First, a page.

Sylff – 16,000 Fellows from 69 Universities Around the WorldMarking 25 years in China, scholarship program for unique young leaders is building a nationwide network to promote mutual understanding between Japan and China
The Ryoichi Sasakawa Young Leaders Fellowship Fund (Sylff) was initially established at Tufts University’s Fletcher School of Law and Diplomacy in the United States in 1987, to cultivate human resources who can be engaged in an increasingly complex international society. Over the 31 years since then, 16,000 fellows at 69 universities in 44 countries around the world have received scholarships from the fund.
Sylff’s objective is to “Identify and nurture leaders who will overcome differences in nationality, language, ethnicity, religion, and political systems to tackle global issues.” A fund is established at each university in the amount of one million dollars, and the interest from that fund is used as the scholarship money. The fund is donated by The Nippon Foundation, and the program is administered by our partner organization the Tokyo Foundation for Policy Research. Unlike other private-sector scholarship programs, Sylff is exceptional for its broad, global, geographic coverage. To build on this strength, the Sylff Association was launched last year to mark the program’s 30th anniversary.
Ten of the Sylff-affiliated universities are in China, which also accounts for roughly half of the fellows, at 8,000. With cooperation from China’s Ministry of Education and the China Education Association for International Exchange, a national organization has been established, clearing the way for new activities to bring about mutual understanding between Japan and China. Fellows in China are mostly graduate students in the field of humanities and social sciences, and receive 20,000 – 30,000 yuan (US$2,900 - $4,400) annually for two years.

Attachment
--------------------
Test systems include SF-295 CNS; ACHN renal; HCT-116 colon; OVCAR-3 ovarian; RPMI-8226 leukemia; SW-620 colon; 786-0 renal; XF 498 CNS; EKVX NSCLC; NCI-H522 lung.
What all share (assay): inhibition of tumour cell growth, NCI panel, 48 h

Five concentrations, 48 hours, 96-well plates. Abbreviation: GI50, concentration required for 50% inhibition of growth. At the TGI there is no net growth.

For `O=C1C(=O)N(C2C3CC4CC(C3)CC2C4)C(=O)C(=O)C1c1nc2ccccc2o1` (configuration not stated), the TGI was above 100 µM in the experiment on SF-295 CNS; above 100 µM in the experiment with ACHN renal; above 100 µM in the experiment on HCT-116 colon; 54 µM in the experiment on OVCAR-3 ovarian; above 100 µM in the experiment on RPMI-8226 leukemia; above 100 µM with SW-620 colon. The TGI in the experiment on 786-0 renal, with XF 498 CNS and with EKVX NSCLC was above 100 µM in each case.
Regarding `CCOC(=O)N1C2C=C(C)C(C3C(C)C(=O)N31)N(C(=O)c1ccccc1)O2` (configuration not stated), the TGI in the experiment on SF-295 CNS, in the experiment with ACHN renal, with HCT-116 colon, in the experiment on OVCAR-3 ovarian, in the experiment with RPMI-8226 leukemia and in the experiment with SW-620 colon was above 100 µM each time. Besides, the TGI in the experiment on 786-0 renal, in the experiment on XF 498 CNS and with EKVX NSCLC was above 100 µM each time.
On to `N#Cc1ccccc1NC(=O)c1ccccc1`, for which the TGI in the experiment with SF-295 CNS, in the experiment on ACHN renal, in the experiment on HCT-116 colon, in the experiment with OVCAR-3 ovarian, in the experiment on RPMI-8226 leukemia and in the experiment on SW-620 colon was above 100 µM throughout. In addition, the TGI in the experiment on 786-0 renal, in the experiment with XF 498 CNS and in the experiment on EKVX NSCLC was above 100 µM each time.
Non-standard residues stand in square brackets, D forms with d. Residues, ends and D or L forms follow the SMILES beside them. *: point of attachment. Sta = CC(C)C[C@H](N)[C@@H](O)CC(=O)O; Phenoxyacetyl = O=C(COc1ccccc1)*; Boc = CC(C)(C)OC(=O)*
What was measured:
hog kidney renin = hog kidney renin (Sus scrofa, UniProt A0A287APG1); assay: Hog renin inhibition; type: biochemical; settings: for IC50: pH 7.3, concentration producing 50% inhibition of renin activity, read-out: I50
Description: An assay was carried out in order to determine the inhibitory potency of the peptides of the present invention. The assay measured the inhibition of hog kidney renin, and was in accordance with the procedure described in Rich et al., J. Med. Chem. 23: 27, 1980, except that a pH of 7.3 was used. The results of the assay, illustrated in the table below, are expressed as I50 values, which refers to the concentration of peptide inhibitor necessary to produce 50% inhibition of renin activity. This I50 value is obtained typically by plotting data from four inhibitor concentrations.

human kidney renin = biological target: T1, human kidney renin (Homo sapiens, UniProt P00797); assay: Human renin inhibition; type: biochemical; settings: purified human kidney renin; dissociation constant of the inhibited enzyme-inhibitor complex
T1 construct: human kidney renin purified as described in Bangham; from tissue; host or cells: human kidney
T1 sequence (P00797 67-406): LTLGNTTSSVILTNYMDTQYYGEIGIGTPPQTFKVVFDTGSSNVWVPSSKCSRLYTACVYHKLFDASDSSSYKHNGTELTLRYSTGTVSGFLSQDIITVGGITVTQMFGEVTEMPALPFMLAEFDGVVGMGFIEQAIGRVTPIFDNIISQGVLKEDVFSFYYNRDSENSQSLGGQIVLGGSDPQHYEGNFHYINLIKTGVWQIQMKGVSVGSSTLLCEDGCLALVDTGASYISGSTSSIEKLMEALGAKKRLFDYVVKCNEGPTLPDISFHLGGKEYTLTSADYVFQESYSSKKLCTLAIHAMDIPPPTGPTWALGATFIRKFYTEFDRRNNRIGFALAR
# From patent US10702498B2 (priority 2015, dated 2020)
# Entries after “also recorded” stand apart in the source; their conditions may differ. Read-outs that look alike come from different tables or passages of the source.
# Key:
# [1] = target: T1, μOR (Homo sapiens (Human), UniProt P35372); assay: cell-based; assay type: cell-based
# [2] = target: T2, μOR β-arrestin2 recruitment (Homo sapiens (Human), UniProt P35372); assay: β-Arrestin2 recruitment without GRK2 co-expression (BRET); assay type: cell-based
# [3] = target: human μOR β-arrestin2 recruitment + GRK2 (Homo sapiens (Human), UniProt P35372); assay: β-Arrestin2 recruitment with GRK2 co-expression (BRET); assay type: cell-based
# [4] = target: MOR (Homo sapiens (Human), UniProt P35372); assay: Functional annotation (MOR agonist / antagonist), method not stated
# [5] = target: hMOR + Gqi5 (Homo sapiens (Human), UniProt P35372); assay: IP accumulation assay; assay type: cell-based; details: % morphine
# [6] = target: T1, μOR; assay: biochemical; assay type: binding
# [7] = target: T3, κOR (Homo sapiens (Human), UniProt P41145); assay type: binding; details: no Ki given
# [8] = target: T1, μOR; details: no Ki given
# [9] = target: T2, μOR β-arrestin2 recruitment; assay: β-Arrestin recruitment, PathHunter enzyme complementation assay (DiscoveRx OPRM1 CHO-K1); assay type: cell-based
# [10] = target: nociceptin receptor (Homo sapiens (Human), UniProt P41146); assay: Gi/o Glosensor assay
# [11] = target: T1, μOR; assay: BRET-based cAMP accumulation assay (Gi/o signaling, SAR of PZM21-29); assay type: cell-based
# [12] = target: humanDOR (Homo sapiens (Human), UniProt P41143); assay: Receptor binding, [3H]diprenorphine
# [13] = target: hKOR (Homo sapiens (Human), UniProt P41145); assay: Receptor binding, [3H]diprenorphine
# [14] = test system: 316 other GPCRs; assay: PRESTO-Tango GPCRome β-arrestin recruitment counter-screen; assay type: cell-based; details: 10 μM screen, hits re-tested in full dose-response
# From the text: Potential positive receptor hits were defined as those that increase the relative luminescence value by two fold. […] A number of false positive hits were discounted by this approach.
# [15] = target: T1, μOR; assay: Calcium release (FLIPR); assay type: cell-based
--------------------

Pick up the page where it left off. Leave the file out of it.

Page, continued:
Five Chinese universities joined the program in 1992 – Peking University, Fudan University, Jilin University, Lanzhou University, and Nanjing University – and in 1994 they were joined by Chongqing University, Inner Mongolia University, Xinjiang University, Yunnan University, and Sun Yat-sen University to bring the total to ten. From late June through early July of this year, the five schools that joined the program in 1992 held belated 25th anniversary ceremonies, and representatives of all 10 Chinese universities attended the ceremony at Peking University. There, they agreed to set common criteria for selection to the program, and to establish and strengthen support programs for projects being carried out by fellows outside China or that have a particularly strong social impact.
Although awareness of the Sylff program has seen a relative decline in recent years as China’s economy has developed and numerous other scholarship programs have appeared, the program aims to leverage the fact that it has produced 16,000 fellows at 69 universities in 44 countries to increase its presence and brand recognition further.
The Nippon Foundation